This work examines the new urbanism which is becoming an increasingly potent force in architecture. The text presents a selection of key projects, dating from the 1990s to the millennium, which exemplify the renaissance of the urban ideal.
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If the great cities of the world (and a few of the smaller ones) were to come together to conceive a vast international PR campaign that promoted the 21st-century renaissance of the urban center, they could have no more dazzling a view book than this broadly and intelligently conceived compendium of major recent or in-progress projects in 25 different metropolises, from New York, Dallas, and Seattle to London, Paris, Rotterdam, and Bilbao to Kobe, Ho Chi Minh City, and Kuala Lumpur. Rest assured that, somewhere, Jane Jacobs is smiling on City Transformed, which takes as its unifying theme the notion that the postwar urban-planning movement--which destroyed so many lovely, old, walkable city neighborhoods in the interest of brutishly scaled public works or astoundingly ugly "affordable" high-rise housing--has been replaced with the embrace of density, pluralism, mixed-use design, and historic preservation as the chief assets of the reviving, dweller-friendly city--a reclamation of its soul, as it were.
To those ends, the book is divided into four sections: the "healing" of cities that have been scarred by war, poverty or natural disaster (Dallas's Victory District; Berlin's Potsdamer Platz; and the Temple Bar district of newly affluent Dublin, often called its "Marais"); attempts to create new economic and residential life in neglected areas (London's much-chronicled Canary Wharf; and master plans for Ho Chi Minh City's "Saigon South" and for the "new town" of Almere, near Amsterdam); new or extended modes of urban transit (Bilbao's roomy and terrific-looking new metro system, just one of the boomlet of projects that accompanied Frank Gehry's already-legendary Bilbao Guggenheim Museum); and the introduction or revival of various cultural centers (the reconstruction-modernization of London's much-loved Royal Opera House in Covent Garden; and Dominique Perrault's Bibliothèque nationale de France, one of the grands projets to be initiated under the Mitterrand regime, and the centerpiece of a wave of recent development to bring life to Paris's shunned Rive Gauche).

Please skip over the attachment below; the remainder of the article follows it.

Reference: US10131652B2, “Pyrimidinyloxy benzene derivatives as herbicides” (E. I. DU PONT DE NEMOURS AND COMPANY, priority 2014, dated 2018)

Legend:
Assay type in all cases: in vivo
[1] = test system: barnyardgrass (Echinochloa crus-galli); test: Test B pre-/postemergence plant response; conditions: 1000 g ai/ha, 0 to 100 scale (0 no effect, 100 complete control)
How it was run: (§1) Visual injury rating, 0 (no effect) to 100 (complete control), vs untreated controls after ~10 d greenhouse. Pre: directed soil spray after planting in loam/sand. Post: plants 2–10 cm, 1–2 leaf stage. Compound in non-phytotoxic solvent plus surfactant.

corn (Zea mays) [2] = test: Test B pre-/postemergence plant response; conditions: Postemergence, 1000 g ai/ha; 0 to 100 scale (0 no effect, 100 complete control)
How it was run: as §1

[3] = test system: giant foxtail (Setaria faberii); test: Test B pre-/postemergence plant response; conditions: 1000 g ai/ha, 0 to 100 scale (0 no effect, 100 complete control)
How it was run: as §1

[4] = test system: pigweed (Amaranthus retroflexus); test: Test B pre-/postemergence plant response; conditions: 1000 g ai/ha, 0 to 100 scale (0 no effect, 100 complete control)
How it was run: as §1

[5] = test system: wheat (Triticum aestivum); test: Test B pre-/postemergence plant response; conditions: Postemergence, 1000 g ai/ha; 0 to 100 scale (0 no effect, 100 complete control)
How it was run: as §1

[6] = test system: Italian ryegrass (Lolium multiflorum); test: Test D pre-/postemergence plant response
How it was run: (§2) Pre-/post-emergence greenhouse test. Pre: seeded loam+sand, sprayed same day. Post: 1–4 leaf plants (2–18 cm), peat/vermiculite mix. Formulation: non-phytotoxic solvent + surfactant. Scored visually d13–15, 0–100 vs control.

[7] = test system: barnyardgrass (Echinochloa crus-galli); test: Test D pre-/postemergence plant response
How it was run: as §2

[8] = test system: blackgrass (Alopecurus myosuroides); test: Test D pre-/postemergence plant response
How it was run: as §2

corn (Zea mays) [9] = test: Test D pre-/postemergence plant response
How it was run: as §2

Unfortunately, many of the projects that are featured here, so smartly explained by architectural critic and journalist Kenneth Powell (who has written monographs on the work of Norman Foster and Richard Rogers), are incomplete, and even the more impressive digitally produced plans (for, say, Tadao Ando's Hyogo Prefectural Museum of Modern Art in Kobe) can't capture the color-photographed excitement and drama of such fully executed projects as Van Berkel & Bos's Erasmus Bridge or Bolles-Wilson's Luxor Cinema, which are two of the funkier structures to emerge amidst the recent renewal of Rotterdam's Kop van Zuid district (or--we might as well say it one more time--of Gehry's new Bilbao Guggenheim, which defies spatial logic and seems more like a fantastic hallucination the longer one looks at it). And, although Powell purports that the overarching goal of such pricey new projects is to reclaim the city for "ordinary" people (i.e., those who are at the "street level"), many of the projects that are featured here are funded by our current transglobal corporate affluence, and it remains to be seen how many of them become true lodestones for the genuine revival of neighborhoods, instead of isolated shows of architectural bravura.